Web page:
Facebook seeks to resolve doubt over social media influence

Branding your business on social sites like Facebook can help attract new customers. However, industry experts continue to doubt Facebook’s ability to convert leads to sales, especially with display ads and direct promotional efforts increasing in strength.

A new Forrester report, titled “The Purchase Path of Online Buyers in 2012,” analyzed conversion paths on 77,000 orders to determine what sources returned the most revenue. The data found that fewer than 1 percent of transactions could be traced back to social links – a major hit for sites like Facebook, which pride themselves on social reach.

The study also found that customers view social media favorably, but use it as more of a discovery tool. Based on a survey from 2011, about 48 percent of respondents indicated social media was a great way to discover products and brands, but only 17 percent said they purchased something based on a specific post. What’s more, 40 percent of respondents said social media is a great way to learn about sales and promotional events.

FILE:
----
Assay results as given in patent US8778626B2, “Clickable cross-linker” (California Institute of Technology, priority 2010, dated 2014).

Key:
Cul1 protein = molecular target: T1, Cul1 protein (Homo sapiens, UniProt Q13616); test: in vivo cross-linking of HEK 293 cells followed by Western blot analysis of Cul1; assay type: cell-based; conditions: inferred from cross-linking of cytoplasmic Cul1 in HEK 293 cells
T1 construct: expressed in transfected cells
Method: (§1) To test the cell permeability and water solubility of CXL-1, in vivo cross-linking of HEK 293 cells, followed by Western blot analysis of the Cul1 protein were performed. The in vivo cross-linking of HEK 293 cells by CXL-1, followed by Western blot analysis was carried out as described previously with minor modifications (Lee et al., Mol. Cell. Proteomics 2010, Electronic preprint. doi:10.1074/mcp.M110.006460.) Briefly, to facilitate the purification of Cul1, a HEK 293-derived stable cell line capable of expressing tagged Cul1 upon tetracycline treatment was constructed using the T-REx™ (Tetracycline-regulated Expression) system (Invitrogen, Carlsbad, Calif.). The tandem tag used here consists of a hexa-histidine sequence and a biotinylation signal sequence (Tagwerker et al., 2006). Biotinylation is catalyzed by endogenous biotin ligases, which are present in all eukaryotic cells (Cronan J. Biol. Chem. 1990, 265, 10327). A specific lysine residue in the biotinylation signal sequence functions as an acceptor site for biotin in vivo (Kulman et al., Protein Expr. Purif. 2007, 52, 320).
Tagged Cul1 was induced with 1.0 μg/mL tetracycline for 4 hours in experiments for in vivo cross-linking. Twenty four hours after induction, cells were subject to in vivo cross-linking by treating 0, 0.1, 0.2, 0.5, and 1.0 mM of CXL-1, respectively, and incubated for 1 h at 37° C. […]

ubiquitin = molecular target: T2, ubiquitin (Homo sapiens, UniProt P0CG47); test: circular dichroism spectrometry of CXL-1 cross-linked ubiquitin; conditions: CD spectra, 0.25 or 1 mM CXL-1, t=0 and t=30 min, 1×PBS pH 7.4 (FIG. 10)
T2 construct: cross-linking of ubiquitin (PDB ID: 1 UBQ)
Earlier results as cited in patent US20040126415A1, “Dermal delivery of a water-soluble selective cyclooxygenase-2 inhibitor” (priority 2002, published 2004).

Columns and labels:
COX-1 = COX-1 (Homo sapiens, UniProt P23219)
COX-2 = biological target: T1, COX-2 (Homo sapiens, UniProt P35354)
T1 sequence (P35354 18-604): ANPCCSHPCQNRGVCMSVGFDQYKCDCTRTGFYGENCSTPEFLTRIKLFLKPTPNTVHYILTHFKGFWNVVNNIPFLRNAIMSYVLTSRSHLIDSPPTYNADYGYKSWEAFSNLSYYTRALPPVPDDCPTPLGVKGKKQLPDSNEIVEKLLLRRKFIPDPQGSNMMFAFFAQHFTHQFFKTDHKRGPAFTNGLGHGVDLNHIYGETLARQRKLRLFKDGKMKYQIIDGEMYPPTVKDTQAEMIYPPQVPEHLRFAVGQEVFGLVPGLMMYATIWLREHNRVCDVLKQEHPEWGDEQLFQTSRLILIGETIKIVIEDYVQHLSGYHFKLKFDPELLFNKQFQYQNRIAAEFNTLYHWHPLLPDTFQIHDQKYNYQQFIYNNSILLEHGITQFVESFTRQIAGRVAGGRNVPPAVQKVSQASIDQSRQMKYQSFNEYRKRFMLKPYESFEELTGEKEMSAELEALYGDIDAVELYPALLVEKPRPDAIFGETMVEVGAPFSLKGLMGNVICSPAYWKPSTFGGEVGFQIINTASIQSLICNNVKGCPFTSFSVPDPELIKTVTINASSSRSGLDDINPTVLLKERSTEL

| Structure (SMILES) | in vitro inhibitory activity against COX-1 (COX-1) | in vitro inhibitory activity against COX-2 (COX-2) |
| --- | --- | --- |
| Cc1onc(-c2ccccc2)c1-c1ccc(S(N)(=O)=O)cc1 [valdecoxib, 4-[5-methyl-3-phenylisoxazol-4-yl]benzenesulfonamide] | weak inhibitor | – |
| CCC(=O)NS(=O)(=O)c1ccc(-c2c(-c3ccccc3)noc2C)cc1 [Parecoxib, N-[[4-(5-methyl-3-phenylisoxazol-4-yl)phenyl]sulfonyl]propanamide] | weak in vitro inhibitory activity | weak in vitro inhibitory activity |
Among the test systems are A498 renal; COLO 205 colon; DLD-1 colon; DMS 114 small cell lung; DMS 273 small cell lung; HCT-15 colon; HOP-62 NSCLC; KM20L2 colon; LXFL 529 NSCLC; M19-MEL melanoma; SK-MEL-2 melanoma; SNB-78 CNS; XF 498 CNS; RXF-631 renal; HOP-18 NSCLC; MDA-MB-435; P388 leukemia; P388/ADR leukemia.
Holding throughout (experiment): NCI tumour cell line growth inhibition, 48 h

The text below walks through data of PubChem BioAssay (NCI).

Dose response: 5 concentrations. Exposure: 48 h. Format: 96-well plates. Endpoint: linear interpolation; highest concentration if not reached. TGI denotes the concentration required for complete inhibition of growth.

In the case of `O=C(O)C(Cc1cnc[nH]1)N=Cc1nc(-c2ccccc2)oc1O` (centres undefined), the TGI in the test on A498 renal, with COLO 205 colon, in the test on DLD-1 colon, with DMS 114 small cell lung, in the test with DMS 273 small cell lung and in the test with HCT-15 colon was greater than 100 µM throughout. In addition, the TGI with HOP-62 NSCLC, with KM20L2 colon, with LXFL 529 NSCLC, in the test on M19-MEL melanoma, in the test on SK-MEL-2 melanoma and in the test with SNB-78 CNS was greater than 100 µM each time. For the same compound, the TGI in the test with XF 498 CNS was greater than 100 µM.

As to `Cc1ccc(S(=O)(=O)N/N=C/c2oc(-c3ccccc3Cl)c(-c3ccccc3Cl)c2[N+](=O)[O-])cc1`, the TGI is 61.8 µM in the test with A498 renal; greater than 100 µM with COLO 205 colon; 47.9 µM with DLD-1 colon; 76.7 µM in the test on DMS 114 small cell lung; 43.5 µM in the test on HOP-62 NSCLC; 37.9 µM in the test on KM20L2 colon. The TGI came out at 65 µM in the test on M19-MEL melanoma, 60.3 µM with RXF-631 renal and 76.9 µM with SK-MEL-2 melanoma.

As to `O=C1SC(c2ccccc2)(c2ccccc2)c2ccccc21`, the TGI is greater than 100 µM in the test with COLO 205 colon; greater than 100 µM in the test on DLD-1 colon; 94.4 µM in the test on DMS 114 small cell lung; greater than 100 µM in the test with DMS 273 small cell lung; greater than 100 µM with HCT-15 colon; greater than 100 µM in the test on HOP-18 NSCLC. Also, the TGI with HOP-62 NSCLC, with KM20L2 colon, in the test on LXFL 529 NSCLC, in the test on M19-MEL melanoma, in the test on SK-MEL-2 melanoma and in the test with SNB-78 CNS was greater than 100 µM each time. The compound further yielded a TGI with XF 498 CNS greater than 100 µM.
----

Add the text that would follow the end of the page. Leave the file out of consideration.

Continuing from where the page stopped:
Facebook looks to counter this research with data of its own in association with Datalogix. The new collective study concludes that less than 1 percent of in-store sales are tied to brand advertising campaigns where a user clicked on a display ad. In fact, Facebook’s head of measurement and insights, Brad Smallwood, says that ads can see a 40 percent ROI lift when they’re optimized for reach and frequency without depending on clicks. Facebook hopes to prove that branding through its services can produce more lucrative results than promoting through display ads, and if able to support its claim, Facebook may encourage marketers to regain trust in its services.

It’s important for industry experts not to discount Facebook as a major profit driver just yet. The social company’s promotional efforts may prove to be more beneficial than many currently believe.

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